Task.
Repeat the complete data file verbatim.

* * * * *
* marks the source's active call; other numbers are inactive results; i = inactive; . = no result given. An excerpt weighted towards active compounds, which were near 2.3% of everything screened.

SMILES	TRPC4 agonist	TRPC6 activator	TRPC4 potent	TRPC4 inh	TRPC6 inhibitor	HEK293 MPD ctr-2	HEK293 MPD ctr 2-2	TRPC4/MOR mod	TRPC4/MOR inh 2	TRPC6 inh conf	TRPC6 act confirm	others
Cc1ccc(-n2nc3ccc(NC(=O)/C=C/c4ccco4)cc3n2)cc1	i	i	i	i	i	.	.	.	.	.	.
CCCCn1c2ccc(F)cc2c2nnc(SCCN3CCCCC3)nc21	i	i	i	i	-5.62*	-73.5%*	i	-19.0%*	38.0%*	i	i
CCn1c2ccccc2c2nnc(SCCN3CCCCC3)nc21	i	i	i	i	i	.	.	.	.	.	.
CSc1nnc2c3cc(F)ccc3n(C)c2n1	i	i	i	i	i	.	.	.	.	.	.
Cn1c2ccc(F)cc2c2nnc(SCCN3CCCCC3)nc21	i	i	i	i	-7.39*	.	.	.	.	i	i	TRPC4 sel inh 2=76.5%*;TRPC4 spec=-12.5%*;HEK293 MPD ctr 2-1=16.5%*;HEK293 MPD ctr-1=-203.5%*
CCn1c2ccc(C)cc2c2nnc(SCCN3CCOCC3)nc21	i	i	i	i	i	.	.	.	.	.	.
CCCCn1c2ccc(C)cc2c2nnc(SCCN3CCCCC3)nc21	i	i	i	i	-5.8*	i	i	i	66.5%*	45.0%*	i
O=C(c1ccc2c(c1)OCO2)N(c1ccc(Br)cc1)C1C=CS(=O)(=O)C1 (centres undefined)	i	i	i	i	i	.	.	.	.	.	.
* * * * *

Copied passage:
* marks the source's active call; other numbers are inactive results; i = inactive; . = no result given. An excerpt weighted towards active compounds, which were near 2.3% of everything screened.

SMILES	TRPC4 agonist	TRPC6 activator	TRPC4 potent	TRPC4 inh	TRPC6 inhibitor	HEK293 MPD ctr-2	HEK293 MPD ctr 2-2	TRPC4/MOR mod	TRPC4/MOR inh 2	TRPC6 inh conf	TRPC6 act confirm	others
Cc1ccc(-n2nc3ccc(NC(=O)/C=C/c4ccco4)cc3n2)cc1	i	i	i	i	i	.	.	.	.	.	.
CCCCn1c2ccc(F)cc2c2nnc(SCCN3CCCCC3)nc21	i	i	i	i	-5.62*	-73.5%*	i	-19.0%*	38.0%*	i	i
CCn1c2ccccc2c2nnc(SCCN3CCCCC3)nc21	i	i	i	i	i	.	.	.	.	.	.
CSc1nnc2c3cc(F)ccc3n(C)c2n1	i	i	i	i	i	.	.	.	.	.	.
Cn1c2ccc(F)cc2c2nnc(SCCN3CCCCC3)nc21	i	i	i	i	-7.39*	.	.	.	.	i	i	TRPC4 sel inh 2=76.5%*;TRPC4 spec=-12.5%*;HEK293 MPD ctr 2-1=16.5%*;HEK293 MPD ctr-1=-203.5%*
CCn1c2ccc(C)cc2c2nnc(SCCN3CCOCC3)nc21	i	i	i	i	i	.	.	.	.	.	.
CCCCn1c2ccc(C)cc2c2nnc(SCCN3CCCCC3)nc21	i	i	i	i	-5.8*	i	i	i	66.5%*	45.0%*	i
O=C(c1ccc2c(c1)OCO2)N(c1ccc(Br)cc1)C1C=CS(=O)(=O)C1 (centres undefined)	i	i	i	i	i	.	.	.	.	.	.